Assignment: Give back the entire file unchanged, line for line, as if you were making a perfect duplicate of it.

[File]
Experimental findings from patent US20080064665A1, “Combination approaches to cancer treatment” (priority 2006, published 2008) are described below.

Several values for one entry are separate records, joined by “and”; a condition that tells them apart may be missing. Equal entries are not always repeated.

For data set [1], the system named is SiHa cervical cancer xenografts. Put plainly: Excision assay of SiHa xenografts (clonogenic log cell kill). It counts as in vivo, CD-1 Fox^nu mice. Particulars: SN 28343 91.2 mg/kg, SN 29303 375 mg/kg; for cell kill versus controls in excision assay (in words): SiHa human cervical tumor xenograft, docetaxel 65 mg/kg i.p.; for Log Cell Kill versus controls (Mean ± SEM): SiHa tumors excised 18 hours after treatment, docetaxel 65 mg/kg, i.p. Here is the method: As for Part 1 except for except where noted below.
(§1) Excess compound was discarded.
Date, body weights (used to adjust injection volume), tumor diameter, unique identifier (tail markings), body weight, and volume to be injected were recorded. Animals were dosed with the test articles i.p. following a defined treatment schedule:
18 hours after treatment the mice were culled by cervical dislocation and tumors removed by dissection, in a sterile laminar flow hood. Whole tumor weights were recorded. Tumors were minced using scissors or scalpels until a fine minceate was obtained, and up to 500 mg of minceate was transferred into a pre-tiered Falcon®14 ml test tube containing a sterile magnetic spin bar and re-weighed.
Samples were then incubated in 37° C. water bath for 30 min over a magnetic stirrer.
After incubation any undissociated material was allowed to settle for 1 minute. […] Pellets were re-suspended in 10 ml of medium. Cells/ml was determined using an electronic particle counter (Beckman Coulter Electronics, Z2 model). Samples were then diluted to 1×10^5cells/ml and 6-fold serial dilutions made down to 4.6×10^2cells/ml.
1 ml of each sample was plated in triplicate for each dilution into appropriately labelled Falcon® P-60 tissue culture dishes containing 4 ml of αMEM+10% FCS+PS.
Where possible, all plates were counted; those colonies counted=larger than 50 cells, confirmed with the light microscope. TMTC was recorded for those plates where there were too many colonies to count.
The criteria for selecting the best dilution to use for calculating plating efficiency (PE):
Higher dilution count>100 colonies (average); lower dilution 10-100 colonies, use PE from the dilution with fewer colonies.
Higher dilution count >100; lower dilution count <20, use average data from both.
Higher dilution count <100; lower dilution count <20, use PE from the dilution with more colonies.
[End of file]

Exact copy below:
Experimental findings from patent US20080064665A1, “Combination approaches to cancer treatment” (priority 2006, published 2008) are described below.

Several values for one entry are separate records, joined by “and”; a condition that tells them apart may be missing. Equal entries are not always repeated.

For data set [1], the system named is SiHa cervical cancer xenografts. Put plainly: Excision assay of SiHa xenografts (clonogenic log cell kill). It counts as in vivo, CD-1 Fox^nu mice. Particulars: SN 28343 91.2 mg/kg, SN 29303 375 mg/kg; for cell kill versus controls in excision assay (in words): SiHa human cervical tumor xenograft, docetaxel 65 mg/kg i.p.; for Log Cell Kill versus controls (Mean ± SEM): SiHa tumors excised 18 hours after treatment, docetaxel 65 mg/kg, i.p. Here is the method: As for Part 1 except for except where noted below.
(§1) Excess compound was discarded.
Date, body weights (used to adjust injection volume), tumor diameter, unique identifier (tail markings), body weight, and volume to be injected were recorded. Animals were dosed with the test articles i.p. following a defined treatment schedule:
18 hours after treatment the mice were culled by cervical dislocation and tumors removed by dissection, in a sterile laminar flow hood. Whole tumor weights were recorded. Tumors were minced using scissors or scalpels until a fine minceate was obtained, and up to 500 mg of minceate was transferred into a pre-tiered Falcon®14 ml test tube containing a sterile magnetic spin bar and re-weighed.
Samples were then incubated in 37° C. water bath for 30 min over a magnetic stirrer.
After incubation any undissociated material was allowed to settle for 1 minute. […] Pellets were re-suspended in 10 ml of medium. Cells/ml was determined using an electronic particle counter (Beckman Coulter Electronics, Z2 model). Samples were then diluted to 1×10^5cells/ml and 6-fold serial dilutions made down to 4.6×10^2cells/ml.
1 ml of each sample was plated in triplicate for each dilution into appropriately labelled Falcon® P-60 tissue culture dishes containing 4 ml of αMEM+10% FCS+PS.
Where possible, all plates were counted; those colonies counted=larger than 50 cells, confirmed with the light microscope. TMTC was recorded for those plates where there were too many colonies to count.
The criteria for selecting the best dilution to use for calculating plating efficiency (PE):
Higher dilution count>100 colonies (average); lower dilution 10-100 colonies, use PE from the dilution with fewer colonies.
Higher dilution count >100; lower dilution count <20, use average data from both.
Higher dilution count <100; lower dilution count <20, use PE from the dilution with more colonies.